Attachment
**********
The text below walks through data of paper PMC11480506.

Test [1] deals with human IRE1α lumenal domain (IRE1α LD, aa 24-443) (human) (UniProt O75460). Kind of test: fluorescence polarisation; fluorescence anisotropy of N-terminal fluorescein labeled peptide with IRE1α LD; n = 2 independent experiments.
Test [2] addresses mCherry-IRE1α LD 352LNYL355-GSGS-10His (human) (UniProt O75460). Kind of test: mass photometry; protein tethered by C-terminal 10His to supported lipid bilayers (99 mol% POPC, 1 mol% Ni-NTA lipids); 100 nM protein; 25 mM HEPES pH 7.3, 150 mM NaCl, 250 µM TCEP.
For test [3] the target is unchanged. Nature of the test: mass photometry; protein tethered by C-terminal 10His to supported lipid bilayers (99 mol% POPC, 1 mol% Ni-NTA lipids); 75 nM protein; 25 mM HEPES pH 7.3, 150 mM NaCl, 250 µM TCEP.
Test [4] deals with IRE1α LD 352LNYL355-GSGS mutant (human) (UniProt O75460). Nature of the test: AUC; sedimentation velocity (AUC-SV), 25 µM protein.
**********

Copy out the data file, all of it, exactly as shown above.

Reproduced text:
The text below walks through data of paper PMC11480506.

Test [1] deals with human IRE1α lumenal domain (IRE1α LD, aa 24-443) (human) (UniProt O75460). Kind of test: fluorescence polarisation; fluorescence anisotropy of N-terminal fluorescein labeled peptide with IRE1α LD; n = 2 independent experiments.
Test [2] addresses mCherry-IRE1α LD 352LNYL355-GSGS-10His (human) (UniProt O75460). Kind of test: mass photometry; protein tethered by C-terminal 10His to supported lipid bilayers (99 mol% POPC, 1 mol% Ni-NTA lipids); 100 nM protein; 25 mM HEPES pH 7.3, 150 mM NaCl, 250 µM TCEP.
For test [3] the target is unchanged. Nature of the test: mass photometry; protein tethered by C-terminal 10His to supported lipid bilayers (99 mol% POPC, 1 mol% Ni-NTA lipids); 75 nM protein; 25 mM HEPES pH 7.3, 150 mM NaCl, 250 µM TCEP.
Test [4] deals with IRE1α LD 352LNYL355-GSGS mutant (human) (UniProt O75460). Nature of the test: AUC; sedimentation velocity (AUC-SV), 25 µM protein.